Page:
Postby psycchic1 » Mon Oct 22, 2012 1:12 am

Congratulations! We look forward to your shots! You'll have fun!!!
"Great photography isn't about documenting that you saw it...
...it's about capturing how you experienced the moment!"


http://www.langellphotography.com
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Re: I've joined the DSLR crowd!

Postby SandyLee » Mon Oct 22, 2012 4:03 pm

Thanks, Res and Lisa!
The thing I'm trying to get used to, is that on my SX10, I could "adapt" even the auto settings, like E/C, ISO, fill flash, and W/B. Unless I'm stupid (which is likely) I don't seem to be able to make these adustments in the "Auto" choices of the 60D. Since I often "shoot on the fly" (well, not literally on "A" Fly! ;) ), I need to figure out how best to quickly set-up exposures for various situations... especially on the water. All in all... this seems to be a great "beginner" set-up, and will continue to make the camera work for ME... not for itself!

Notes on the Tamron....this seems to be a great lens for the price. Love the "twist" zoom, rather than push/pull... also love the ability to go "manual focus" without hitting any buttons. Quality is good, especially for the price. 70-300 seems to be an excellent "all around" lens.
- Sandy
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Re: I've joined the DSLR crowd!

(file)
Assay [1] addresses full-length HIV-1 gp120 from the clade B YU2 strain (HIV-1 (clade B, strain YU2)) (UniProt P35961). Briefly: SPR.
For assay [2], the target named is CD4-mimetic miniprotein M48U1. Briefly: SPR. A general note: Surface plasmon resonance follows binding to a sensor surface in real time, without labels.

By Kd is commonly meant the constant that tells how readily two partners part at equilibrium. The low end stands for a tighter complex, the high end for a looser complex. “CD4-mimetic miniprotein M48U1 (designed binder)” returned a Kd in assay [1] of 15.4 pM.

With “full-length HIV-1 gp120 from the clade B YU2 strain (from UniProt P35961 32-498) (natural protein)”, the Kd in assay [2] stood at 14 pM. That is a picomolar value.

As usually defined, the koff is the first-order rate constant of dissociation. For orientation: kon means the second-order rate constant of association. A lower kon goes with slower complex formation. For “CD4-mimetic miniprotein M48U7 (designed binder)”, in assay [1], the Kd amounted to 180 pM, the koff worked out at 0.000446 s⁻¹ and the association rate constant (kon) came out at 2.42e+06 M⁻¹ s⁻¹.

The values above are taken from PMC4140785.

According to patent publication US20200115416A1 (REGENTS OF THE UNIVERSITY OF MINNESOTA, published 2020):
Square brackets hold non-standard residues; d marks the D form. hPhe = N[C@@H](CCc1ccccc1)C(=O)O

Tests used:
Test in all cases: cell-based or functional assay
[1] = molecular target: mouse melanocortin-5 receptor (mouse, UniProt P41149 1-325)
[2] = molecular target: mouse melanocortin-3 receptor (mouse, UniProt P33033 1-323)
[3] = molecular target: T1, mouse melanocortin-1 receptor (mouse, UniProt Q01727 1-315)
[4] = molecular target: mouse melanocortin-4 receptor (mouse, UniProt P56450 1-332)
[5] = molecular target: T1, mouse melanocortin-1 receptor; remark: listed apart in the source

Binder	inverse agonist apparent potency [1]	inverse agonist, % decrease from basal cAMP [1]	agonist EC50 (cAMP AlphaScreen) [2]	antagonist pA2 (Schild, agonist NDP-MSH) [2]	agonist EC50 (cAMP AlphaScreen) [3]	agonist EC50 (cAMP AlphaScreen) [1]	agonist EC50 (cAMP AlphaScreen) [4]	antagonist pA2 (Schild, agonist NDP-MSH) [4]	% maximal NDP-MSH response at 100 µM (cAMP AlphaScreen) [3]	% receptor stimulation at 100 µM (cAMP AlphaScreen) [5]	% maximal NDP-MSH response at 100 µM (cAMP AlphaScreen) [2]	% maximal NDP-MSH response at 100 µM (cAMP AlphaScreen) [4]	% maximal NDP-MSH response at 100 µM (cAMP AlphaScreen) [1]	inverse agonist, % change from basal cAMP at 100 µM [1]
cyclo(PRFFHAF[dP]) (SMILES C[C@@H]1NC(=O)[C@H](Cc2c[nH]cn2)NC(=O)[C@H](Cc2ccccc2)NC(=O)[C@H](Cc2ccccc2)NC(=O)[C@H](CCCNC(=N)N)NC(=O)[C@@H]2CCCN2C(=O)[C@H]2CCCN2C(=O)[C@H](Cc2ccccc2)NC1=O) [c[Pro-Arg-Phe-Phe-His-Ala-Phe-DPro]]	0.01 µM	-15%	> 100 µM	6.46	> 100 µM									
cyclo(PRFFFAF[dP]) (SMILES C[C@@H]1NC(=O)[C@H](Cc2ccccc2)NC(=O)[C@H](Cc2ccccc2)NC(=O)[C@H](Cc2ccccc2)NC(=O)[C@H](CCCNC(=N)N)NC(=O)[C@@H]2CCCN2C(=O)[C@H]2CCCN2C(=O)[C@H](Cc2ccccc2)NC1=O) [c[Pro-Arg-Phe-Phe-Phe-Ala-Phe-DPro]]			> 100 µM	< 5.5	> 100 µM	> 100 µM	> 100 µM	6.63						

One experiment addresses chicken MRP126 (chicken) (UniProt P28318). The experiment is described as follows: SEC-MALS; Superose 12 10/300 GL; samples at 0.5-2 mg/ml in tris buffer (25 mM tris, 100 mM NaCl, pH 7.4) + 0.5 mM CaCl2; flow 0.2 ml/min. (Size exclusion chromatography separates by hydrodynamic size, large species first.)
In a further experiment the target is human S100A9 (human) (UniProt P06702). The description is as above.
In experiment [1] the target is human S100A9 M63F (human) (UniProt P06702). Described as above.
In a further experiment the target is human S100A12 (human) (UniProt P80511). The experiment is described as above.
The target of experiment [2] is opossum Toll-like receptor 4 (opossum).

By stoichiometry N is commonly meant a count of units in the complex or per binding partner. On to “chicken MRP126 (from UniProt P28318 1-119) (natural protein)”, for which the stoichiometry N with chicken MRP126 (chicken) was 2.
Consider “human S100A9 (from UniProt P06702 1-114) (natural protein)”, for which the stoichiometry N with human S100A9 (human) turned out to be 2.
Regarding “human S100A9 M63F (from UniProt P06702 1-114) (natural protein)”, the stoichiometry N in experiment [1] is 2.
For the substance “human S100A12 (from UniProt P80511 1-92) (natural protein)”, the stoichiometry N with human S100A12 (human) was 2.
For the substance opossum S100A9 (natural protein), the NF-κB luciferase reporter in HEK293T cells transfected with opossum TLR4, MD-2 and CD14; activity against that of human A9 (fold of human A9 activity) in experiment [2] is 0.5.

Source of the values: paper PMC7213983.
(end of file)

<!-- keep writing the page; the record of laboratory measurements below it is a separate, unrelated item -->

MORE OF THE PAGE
Postby res » Mon Oct 22, 2012 8:15 pm

Haven't used green box in a long time but I believe you are right, full auto is full auto. Switch to program (P) mode. Iso control comes back to you. It will pick the shutter speed and the aperture. To be honest, I personally like AV mode when I am shooting "auto". With that you set the aperature, set the iso, and the camera picks the shutter speed. I am becoming a depth of field nut so am always trying to get the lowest possible aperture. In program and AV, you can also set what is called exposure compensation. IF you are shooting snow let's say (and make everybody nervous) it would be wise to activate the exposure and focus systems by half pressing the shutter button. Let off and immediately turn the large dial on the back of the camera. While doing this, if you watch the settings window on the top of the camera you will see a line going one way or the other on a scale. 0 is default. IF you go plus 1, the camera will expose one full stop brighter then the sensor thinks it should. IF you go -1, it will shoot one full stop under what the sensor says it should. If shooting birds in flight, you may have to shoot as much as +2 to get them to be exposed right. You will have to play with it. On the other hand, if you have the shaft of light I described above, you may have to shoot with a negative compensation to get the shadows truely dark and the shaft of light properly exposed. Hope that helps.
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Re: I've joined the DSLR crowd!

Postby SandyLee » Tue Oct 23, 2012 3:39 pm

Yes.... definitely helpful, Res! I'll work on that "P" mode!

I had a nice Pentax SLR YEARS ago, when pretty much ALL settings were manual.... trying to memorize where and how to find them on the DSLR is a "bit" different!
- Sandy
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Re: I've joined the DSLR crowd!

Postby res » Tue Oct 23, 2012 6:43 pm

I am tied up this weekend so by the time we get together, you will have it all figured out and I can explain everything you know!!! :D